Attack's Aftermath: Major mills experience 'business as usual'
September 18, 2001,
New York — Despite the magnitude of the attack on the World Trade Center last week, for the major mills it was pretty much business as usual with inconveniences scattered throughout the four companies.
Approximately 20 Pillowtex employees were travelling at the time of the attack and were stranded as a result of the shutdown by the Federal Aviation Administration of the nation's airports and grounding of all domestic and international flights. Those within the United States elected to rent cars and drive back to South Carolina, while those overseas had their returns home delayed by several days.
Springs Industries, based in Fort Mill, SC, was also generally unaffected. Several of its employees, most notably Tom O'Connor, executive vp, were also stranded.
"Our first priority was to locate all of our colleagues travelling throughout the country and the world and make sure they were safe," said the long-time industry veteran, who himself was stuck in Los Angeles for much of the week. "Fortunately, none of our people were hurt in this horrible thing."
O'Connor also said he did not anticipate any difficulty in getting product to customers since most of the shipping was conducted by truck. Aside from that, Springs' New York office experienced some problems with its phone service, and overnight mail was also generally unavailable to the whole company.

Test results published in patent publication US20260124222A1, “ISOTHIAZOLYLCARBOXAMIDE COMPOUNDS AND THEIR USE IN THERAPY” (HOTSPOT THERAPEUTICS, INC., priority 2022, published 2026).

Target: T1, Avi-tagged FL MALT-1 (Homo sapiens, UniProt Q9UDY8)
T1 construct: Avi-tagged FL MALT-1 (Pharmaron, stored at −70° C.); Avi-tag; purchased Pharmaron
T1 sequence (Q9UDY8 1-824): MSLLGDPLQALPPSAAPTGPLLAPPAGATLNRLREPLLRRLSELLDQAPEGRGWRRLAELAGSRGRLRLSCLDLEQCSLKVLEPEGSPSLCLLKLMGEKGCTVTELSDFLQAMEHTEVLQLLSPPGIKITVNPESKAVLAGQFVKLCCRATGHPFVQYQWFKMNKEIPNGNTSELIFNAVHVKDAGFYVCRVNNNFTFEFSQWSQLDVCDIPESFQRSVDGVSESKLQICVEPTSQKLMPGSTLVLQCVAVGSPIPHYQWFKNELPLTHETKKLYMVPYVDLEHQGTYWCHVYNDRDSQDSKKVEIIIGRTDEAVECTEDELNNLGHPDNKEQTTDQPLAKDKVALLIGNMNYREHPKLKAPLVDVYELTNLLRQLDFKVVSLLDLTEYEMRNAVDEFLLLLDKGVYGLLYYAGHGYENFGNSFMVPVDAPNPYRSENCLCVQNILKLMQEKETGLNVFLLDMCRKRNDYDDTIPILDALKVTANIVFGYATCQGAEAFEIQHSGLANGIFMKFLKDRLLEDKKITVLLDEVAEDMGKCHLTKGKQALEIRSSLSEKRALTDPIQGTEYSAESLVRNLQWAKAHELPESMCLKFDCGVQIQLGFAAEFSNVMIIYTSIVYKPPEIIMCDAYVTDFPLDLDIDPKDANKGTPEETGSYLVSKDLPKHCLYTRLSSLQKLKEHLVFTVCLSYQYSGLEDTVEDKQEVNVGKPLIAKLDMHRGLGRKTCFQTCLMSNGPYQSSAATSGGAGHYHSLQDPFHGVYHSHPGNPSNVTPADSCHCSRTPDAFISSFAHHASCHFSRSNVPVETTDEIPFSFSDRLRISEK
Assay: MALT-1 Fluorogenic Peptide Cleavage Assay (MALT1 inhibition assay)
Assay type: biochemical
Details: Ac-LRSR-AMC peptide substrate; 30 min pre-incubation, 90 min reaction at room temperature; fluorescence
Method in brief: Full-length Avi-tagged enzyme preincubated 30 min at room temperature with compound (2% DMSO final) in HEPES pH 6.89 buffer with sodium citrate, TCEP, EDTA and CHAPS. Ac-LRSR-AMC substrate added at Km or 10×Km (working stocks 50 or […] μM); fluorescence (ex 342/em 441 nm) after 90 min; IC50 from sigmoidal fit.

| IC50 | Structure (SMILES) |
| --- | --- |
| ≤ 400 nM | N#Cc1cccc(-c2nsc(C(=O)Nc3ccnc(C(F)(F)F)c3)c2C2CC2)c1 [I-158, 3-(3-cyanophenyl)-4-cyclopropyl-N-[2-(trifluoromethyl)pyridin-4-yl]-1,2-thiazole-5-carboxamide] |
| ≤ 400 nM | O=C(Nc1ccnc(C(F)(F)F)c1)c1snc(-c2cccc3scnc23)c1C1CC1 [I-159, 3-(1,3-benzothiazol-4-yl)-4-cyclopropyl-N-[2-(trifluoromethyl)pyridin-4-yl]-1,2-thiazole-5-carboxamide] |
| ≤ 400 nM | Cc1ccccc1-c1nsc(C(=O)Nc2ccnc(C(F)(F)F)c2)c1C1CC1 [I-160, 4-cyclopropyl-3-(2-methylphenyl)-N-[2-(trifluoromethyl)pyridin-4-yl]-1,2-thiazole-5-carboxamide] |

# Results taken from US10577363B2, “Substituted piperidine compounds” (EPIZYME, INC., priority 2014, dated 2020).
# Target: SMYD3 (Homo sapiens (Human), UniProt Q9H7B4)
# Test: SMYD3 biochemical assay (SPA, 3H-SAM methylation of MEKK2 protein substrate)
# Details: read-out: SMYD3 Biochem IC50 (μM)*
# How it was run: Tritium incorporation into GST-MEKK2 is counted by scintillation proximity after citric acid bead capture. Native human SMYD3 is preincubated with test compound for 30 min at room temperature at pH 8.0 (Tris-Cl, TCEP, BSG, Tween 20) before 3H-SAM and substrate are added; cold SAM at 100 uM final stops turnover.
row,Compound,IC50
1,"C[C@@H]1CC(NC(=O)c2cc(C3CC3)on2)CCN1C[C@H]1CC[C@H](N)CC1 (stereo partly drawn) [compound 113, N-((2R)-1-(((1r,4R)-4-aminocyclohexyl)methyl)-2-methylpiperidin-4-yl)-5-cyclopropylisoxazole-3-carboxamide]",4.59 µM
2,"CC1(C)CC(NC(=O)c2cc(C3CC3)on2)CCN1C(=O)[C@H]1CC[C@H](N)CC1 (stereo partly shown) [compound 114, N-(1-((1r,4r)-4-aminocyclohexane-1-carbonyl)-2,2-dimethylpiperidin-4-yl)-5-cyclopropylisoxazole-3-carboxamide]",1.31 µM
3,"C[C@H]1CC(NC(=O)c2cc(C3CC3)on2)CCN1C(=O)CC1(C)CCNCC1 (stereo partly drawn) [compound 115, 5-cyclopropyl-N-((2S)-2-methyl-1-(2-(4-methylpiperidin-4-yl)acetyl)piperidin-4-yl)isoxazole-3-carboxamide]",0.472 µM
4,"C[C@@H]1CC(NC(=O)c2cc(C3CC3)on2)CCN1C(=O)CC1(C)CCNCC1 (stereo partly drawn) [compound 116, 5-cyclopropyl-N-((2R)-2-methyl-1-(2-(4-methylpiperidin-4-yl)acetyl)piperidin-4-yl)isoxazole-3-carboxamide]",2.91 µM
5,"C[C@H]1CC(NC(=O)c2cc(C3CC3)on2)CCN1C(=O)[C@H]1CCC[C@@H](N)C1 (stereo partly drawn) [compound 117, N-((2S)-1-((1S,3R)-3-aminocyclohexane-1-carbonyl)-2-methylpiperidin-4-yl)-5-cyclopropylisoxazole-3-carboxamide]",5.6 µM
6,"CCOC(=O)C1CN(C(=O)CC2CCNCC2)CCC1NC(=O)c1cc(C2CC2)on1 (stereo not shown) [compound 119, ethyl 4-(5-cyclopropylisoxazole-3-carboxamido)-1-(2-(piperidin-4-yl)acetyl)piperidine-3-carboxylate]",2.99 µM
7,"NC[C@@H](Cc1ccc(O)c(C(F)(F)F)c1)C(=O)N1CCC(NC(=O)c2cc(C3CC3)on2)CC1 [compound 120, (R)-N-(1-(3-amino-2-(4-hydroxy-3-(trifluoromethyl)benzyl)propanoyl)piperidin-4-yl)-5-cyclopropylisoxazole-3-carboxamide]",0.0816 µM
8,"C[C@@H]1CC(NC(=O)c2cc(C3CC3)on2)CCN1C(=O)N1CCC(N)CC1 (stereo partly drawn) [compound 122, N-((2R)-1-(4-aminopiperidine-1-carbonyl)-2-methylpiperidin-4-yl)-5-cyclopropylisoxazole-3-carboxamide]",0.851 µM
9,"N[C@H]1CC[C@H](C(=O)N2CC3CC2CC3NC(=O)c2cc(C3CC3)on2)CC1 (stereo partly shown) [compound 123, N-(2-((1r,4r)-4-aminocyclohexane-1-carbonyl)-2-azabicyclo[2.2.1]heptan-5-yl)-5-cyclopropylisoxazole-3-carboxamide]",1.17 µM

Chip Fontenot, WestPoint Stevens' president and ceo, said the rest of that fateful week and the beginning of this one were "amazingly smooth" and, like Springs, WestPoint Stevens also had problems with overnight mail delivery.
"But businesses were only operating at 50 percent of steam, anyway," Fontenot said about the pace of business immediately after the attack. "This week, though, will be critical, not only to us but everyone out there."
Several travelling WestPoint Stevens employees were stranded in Chicago, and in one instance, a continuation of a trip into Pakistan was cancelled as a result of the now-heightened political tension between the United States and that area of the world.
Rounding out the pack is Dan River, which, according to its president, Dick Williams, experienced practically no problems at all within its New York office. Some employees, he said, were stuck in the southeastern part of the United States and were forced to drive back to New York.
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